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'Countess' and 'Donkey' Keep Going and Going...

In the theatre business, where bad news and early closings are frequent topics of conversation, it's a refreshing change to report on two Off-Broadway shows passing significant milestones in the last couple of weeks. "The Countess" turned 500 (performances) on Sept. 5, and "The Donkey Show" turned one year old Aug. 23.

At first glance, the two shows may seem to have little in common. "The Countess" is a "well-made play" by Gregory Murphy, about respected Victorian art critic John Ruskin's troubled marriage, while "The Donkey Show" is a disco musical by Diane Paulus and Randy Weiner, drawn from Shakespeare's "A Midsummer Night's Dream." However, what they do share is that they are both period pieces that make an effort to immerse audiences in their respective milieus both before and after the shows.

For many "Donkey Show" patrons, the theatregoing experience begins on the sidewalk outside the Club El Flamingo, where a company member patrols a velvet rope and apes the once-powerful doorman at Studio 54. Keeping the ticketholders at bay heightens their perceptions and expectations—and puts them at a good vantage point to watch a fight between Titania and Oberon erupting outside the club. Those ticketholders who are already inside are gaping at go-go dancers wearing those '70s fashions. (Remember athletic socks that went all the way to the knees?)

By the time "The Donkey Show" begins, patrons are primed for something that feels more like a "happening" than a play—despite being tightly scripted. Slightly more than an hour later, when the show ends, patrons can (and do) stay to dance the night away.

Theatregoers' immersion into the Victorian world of "The Countess" is less obvious, as befits the much subtler play, but director-producer Ludovica Villar-Hauser carefully wraps them in the epoch as soon as they arrive at the Lamb's Theatre. In the foyer, they will find a specially commissioned portrait of the play's leading actress, Jennifer Woodward, done in the "pre-Raphaelite" school of painting that figures heavily in the story. "The Countess" also extends the experience after the final curtain on "Victorian Nights," where historians and other experts are brought in to discuss the era with the audience.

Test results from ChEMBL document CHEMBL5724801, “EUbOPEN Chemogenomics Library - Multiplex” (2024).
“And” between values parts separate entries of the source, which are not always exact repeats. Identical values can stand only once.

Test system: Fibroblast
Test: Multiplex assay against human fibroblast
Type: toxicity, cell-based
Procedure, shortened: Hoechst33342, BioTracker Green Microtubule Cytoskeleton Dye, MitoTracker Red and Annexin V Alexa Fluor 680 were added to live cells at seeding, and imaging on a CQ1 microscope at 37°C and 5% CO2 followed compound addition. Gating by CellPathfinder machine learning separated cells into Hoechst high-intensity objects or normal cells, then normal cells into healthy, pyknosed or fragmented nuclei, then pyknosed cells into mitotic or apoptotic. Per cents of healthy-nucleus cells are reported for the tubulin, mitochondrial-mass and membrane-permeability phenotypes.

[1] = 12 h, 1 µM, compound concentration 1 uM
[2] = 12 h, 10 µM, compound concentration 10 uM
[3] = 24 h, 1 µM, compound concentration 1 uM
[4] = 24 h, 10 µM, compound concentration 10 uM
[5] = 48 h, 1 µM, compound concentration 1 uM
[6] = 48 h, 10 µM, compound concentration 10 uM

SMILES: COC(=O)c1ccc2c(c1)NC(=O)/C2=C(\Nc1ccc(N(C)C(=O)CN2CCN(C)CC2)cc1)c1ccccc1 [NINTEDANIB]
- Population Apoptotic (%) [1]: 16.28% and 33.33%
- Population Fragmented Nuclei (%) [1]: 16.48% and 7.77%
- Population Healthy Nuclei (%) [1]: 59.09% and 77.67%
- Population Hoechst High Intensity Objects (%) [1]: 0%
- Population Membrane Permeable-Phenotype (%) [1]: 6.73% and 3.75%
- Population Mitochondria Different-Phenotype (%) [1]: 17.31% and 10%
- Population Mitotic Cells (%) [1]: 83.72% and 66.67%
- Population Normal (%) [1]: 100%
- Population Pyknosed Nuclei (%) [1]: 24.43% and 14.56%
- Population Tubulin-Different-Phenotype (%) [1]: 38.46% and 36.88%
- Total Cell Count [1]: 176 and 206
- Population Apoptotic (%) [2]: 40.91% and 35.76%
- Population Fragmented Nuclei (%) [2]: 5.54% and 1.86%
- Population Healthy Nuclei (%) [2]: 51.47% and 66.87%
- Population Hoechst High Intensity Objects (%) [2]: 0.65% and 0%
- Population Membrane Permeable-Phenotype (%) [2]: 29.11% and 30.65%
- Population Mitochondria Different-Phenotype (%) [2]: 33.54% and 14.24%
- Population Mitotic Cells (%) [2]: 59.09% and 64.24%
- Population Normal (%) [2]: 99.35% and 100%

Stick with It

One other thing both shows have in common: their producers have shown a willingness to stick with the properties and give them time to find their audiences. Not that that was easy, especially for "The Countess." When it was forced to vacate two venues in a row, Villar-Hauser refused to give up. She first moved it from the Off-Off Broadway Greenwich Street Theatre to the larger Off-Broadway Samuel Beckett Theatre on Theatre Row, where, shortly thereafter, "The Countess" had to leave so the venue could be razed to make way for a newer and more lucrative building. Villar-Hauser raised additional capital and moved the show to the Lambs Theatre, with most of the original cast intact—and one actor, James Riordan, has appeared in all 500 performances.

Jordan Roth, the producer behind the revival of "The Rocky Horror Show" on Broadway this year, also moved "The Donkey Show." He first took it to the El Flamingo from the much smaller Pyramid Club in the East Village, and is now exporting the show and most of the original cast to the United Kingdom for an open-ended run there.

The producers' willingness to let "Donkey Show" and "Countess" find their audiences has paid off, with audiences increasingly finding them. Roth has a steady stream of nostalgic baby boomers (and bachelorette parties—which may be appropriate, since Shakespeare supposedly wrote "Midsummer Night's Dream" for a wedding) obediently lining up behind the velvet rope at El Flamingo. Villar-Hauser, likewise, saw "The Countess" turn profitable this summer, prompting her to remark, "I'm learning that any time you can combine the words 'drama' and 'profitable' is something of a miracle."

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